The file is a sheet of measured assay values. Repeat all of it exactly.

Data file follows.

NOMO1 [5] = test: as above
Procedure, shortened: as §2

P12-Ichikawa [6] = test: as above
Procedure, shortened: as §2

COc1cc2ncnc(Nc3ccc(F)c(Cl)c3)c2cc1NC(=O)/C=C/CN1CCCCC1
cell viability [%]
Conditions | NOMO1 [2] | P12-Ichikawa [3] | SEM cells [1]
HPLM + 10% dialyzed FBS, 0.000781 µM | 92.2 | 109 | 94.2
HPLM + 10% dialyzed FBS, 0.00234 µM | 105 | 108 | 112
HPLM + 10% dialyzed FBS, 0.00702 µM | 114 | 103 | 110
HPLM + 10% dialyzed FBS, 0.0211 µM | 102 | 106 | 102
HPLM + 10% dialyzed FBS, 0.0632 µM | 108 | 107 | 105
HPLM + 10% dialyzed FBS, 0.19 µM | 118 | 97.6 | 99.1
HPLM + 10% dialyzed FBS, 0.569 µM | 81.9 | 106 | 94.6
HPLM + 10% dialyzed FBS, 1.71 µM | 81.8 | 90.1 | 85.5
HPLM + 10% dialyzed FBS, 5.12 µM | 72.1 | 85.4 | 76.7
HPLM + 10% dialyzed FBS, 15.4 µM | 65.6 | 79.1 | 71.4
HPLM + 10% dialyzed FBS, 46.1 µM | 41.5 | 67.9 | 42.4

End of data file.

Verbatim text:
NOMO1 [5] = test: as above
Procedure, shortened: as §2

P12-Ichikawa [6] = test: as above
Procedure, shortened: as §2

COc1cc2ncnc(Nc3ccc(F)c(Cl)c3)c2cc1NC(=O)/C=C/CN1CCCCC1
cell viability [%]
Conditions | NOMO1 [2] | P12-Ichikawa [3] | SEM cells [1]
HPLM + 10% dialyzed FBS, 0.000781 µM | 92.2 | 109 | 94.2
HPLM + 10% dialyzed FBS, 0.00234 µM | 105 | 108 | 112
HPLM + 10% dialyzed FBS, 0.00702 µM | 114 | 103 | 110
HPLM + 10% dialyzed FBS, 0.0211 µM | 102 | 106 | 102
HPLM + 10% dialyzed FBS, 0.0632 µM | 108 | 107 | 105
HPLM + 10% dialyzed FBS, 0.19 µM | 118 | 97.6 | 99.1
HPLM + 10% dialyzed FBS, 0.569 µM | 81.9 | 106 | 94.6
HPLM + 10% dialyzed FBS, 1.71 µM | 81.8 | 90.1 | 85.5
HPLM + 10% dialyzed FBS, 5.12 µM | 72.1 | 85.4 | 76.7
HPLM + 10% dialyzed FBS, 15.4 µM | 65.6 | 79.1 | 71.4
HPLM + 10% dialyzed FBS, 46.1 µM | 41.5 | 67.9 | 42.4